KCB has set its sights way beyond the East African Community as it hunts for new frontiers to grow.   What is your strategy to emerge as a single cross-border platform for Africa’s financial sector?

Our business is twofold to build on the platform in Nairobi to become a natural hub, or call it a financial hub, a technology hub, a services hub. The Nairobi International Financial Center is a key catalyst for enabling global businesses to plug into the region. Now with South Sudan joining the East African Community (EAC), Ethiopia not being far away, and the DRC, which is part of the northern corridor, this is largely a 300 million people market. It’s the size of the United States or central Europe.

We intend to leverage on innovation to simplify access to financial services, focus on customer experience and boost capital buffers to build an African business for the future. We sit at the epicenter of shepherding Africa’s economic transformation agenda.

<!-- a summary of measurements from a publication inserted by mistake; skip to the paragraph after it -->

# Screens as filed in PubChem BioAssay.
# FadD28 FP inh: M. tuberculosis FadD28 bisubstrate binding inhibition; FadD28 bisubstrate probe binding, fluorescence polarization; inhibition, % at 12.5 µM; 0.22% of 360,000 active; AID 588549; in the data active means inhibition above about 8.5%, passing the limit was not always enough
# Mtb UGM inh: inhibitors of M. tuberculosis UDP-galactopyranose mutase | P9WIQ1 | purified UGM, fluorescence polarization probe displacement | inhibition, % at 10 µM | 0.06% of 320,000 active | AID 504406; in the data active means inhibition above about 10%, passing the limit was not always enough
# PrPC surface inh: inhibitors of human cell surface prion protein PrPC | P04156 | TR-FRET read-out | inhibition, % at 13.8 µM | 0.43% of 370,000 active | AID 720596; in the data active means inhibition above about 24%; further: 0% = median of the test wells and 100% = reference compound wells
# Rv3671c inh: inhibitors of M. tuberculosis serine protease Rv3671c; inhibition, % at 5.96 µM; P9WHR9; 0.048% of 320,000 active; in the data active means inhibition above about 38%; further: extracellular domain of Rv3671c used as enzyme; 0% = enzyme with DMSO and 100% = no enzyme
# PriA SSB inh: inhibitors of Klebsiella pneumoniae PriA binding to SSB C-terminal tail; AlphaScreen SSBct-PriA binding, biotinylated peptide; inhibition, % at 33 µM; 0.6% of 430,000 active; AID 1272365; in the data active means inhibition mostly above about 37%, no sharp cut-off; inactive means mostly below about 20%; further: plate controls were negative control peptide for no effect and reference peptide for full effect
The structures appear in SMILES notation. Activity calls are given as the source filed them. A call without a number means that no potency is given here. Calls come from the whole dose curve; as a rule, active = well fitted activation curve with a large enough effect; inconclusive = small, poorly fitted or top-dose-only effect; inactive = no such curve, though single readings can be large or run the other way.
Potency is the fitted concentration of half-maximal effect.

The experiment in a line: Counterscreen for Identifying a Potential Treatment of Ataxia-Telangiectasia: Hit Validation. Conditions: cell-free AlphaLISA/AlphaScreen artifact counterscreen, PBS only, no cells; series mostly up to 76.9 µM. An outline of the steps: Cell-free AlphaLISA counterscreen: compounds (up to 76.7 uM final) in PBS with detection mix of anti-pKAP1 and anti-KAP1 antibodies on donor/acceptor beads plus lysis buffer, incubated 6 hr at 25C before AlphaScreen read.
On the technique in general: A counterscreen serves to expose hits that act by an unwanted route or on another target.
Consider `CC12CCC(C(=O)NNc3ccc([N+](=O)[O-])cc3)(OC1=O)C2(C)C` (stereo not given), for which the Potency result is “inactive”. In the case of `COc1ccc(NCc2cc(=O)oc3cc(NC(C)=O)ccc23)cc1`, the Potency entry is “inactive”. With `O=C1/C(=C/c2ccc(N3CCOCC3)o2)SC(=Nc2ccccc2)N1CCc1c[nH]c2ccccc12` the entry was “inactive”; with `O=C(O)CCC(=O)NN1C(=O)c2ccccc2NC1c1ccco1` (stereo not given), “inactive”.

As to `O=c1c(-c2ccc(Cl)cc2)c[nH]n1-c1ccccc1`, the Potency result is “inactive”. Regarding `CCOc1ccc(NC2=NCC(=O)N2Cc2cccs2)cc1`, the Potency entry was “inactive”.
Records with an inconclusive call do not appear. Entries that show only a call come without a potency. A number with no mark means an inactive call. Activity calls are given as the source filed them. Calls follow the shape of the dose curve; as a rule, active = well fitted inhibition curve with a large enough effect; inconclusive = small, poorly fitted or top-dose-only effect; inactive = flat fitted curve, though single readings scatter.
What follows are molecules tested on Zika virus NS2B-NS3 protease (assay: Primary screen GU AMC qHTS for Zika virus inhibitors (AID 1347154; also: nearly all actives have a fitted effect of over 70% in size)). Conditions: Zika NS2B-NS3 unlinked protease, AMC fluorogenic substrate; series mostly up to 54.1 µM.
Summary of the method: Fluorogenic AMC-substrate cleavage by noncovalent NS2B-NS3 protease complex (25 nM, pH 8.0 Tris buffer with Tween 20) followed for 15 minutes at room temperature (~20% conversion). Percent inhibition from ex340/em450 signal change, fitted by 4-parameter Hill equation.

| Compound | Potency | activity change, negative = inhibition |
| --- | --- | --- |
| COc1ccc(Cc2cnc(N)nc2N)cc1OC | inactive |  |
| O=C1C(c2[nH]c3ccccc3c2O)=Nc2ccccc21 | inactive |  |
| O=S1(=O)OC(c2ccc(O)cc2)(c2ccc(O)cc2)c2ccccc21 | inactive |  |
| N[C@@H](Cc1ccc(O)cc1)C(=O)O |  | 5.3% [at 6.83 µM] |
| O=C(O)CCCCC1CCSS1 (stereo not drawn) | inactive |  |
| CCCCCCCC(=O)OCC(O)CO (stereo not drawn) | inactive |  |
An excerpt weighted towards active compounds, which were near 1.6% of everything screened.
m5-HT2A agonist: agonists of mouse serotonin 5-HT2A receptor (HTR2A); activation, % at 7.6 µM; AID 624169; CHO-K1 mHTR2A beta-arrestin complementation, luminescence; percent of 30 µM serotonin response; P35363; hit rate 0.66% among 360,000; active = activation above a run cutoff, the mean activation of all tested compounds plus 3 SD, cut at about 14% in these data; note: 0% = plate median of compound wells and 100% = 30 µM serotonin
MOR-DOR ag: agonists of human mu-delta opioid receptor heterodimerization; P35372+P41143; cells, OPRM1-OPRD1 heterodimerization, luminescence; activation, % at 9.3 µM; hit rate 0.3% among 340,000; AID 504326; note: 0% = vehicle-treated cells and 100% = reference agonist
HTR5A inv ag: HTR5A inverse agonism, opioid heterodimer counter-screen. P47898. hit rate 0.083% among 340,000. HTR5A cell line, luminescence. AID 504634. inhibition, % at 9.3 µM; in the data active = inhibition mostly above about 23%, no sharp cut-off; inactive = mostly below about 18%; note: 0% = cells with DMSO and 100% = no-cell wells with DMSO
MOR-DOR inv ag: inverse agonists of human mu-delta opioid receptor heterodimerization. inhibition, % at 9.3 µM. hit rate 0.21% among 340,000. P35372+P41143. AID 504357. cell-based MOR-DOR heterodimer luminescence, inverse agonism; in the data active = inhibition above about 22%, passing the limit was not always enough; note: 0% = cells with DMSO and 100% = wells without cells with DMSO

Secondly we don’t go to countries for the sake of growth – we follow our trading partners in order to enable their businesses and bank their value chain. We also understand the language and cultures of the region. Being the oldest bank, 120 years plus, we have been building railways, ports, airports, new towns and infrastructure. We have invested heavily in the mobile revolution, digital financial services, which will be utilized as an anchor storage for us to grow in those markets. We may not deploy branches the way we deployed before, in markets such as Uganda, South Sudan, the DRC, Mozambique, or Zambia; where financial inclusion is low, the future revolution of financial services will definitely be outside of the traditional banking models. The future is in digital banking.

Look at what we did with our recent partnership with Safaricom last year, where we were at the forefront in offering innovative products and solutions that met the dynamic demands of customers in the changing world of technology. The partnership gave us an opportunity to offer loans through the mobile phone – KCB Mpesa – which has been a game-changer in the financial services sector. Since its launch in March 2015, the proposition has provided a fantastic banking experience to over 5 million new customers, with at least KShs 8 billion disbursed in loans. We have already shifted our conversation where 90% of our transactions are coming out of mobile platforms. The bank is moving toward becoming a financial technology company, where we see this proposition as the next frontier for our growth and the best bet in deepening financial inclusion.